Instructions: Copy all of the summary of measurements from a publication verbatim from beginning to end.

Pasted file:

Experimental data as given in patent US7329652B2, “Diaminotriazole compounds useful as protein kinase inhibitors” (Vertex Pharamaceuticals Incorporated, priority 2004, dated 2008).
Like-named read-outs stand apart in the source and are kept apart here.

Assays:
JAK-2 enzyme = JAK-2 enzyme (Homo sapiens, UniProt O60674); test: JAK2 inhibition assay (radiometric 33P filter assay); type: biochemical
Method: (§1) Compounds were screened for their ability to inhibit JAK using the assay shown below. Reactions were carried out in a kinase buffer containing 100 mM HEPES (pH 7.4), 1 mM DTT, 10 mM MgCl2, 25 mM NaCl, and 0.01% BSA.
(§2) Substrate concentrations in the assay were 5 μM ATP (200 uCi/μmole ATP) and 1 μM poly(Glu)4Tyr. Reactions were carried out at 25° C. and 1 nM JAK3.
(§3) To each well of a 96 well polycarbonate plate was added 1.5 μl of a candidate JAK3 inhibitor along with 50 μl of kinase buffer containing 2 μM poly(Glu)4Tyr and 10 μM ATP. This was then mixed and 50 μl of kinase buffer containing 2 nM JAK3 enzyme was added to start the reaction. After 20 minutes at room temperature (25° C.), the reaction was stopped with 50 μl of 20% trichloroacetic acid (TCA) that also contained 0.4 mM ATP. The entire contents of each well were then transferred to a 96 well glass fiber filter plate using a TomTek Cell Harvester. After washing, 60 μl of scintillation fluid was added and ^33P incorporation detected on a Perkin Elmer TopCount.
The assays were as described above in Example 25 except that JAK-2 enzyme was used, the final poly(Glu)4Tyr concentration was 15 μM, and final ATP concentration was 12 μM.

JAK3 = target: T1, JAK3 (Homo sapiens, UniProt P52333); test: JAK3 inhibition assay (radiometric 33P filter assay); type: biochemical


Experimental data as given in patent US7329652B2, “Diaminotriazole compounds useful as protein kinase inhibitors” (Vertex Pharamaceuticals Incorporated, priority 2004, dated 2008).
Like-named read-outs stand apart in the source and are kept apart here.

Assays:
JAK-2 enzyme = JAK-2 enzyme (Homo sapiens, UniProt O60674); test: JAK2 inhibition assay (radiometric 33P filter assay); type: biochemical
Method: (§1) Compounds were screened for their ability to inhibit JAK using the assay shown below. Reactions were carried out in a kinase buffer containing 100 mM HEPES (pH 7.4), 1 mM DTT, 10 mM MgCl2, 25 mM NaCl, and 0.01% BSA.
(§2) Substrate concentrations in the assay were 5 μM ATP (200 uCi/μmole ATP) and 1 μM poly(Glu)4Tyr. Reactions were carried out at 25° C. and 1 nM JAK3.
(§3) To each well of a 96 well polycarbonate plate was added 1.5 μl of a candidate JAK3 inhibitor along with 50 μl of kinase buffer containing 2 μM poly(Glu)4Tyr and 10 μM ATP. This was then mixed and 50 μl of kinase buffer containing 2 nM JAK3 enzyme was added to start the reaction. After 20 minutes at room temperature (25° C.), the reaction was stopped with 50 μl of 20% trichloroacetic acid (TCA) that also contained 0.4 mM ATP. The entire contents of each well were then transferred to a 96 well glass fiber filter plate using a TomTek Cell Harvester. After washing, 60 μl of scintillation fluid was added and ^33P incorporation detected on a Perkin Elmer TopCount.
The assays were as described above in Example 25 except that JAK-2 enzyme was used, the final poly(Glu)4Tyr concentration was 15 μM, and final ATP concentration was 12 μM.

JAK3 = target: T1, JAK3 (Homo sapiens, UniProt P52333); test: JAK3 inhibition assay (radiometric 33P filter assay); type: biochemical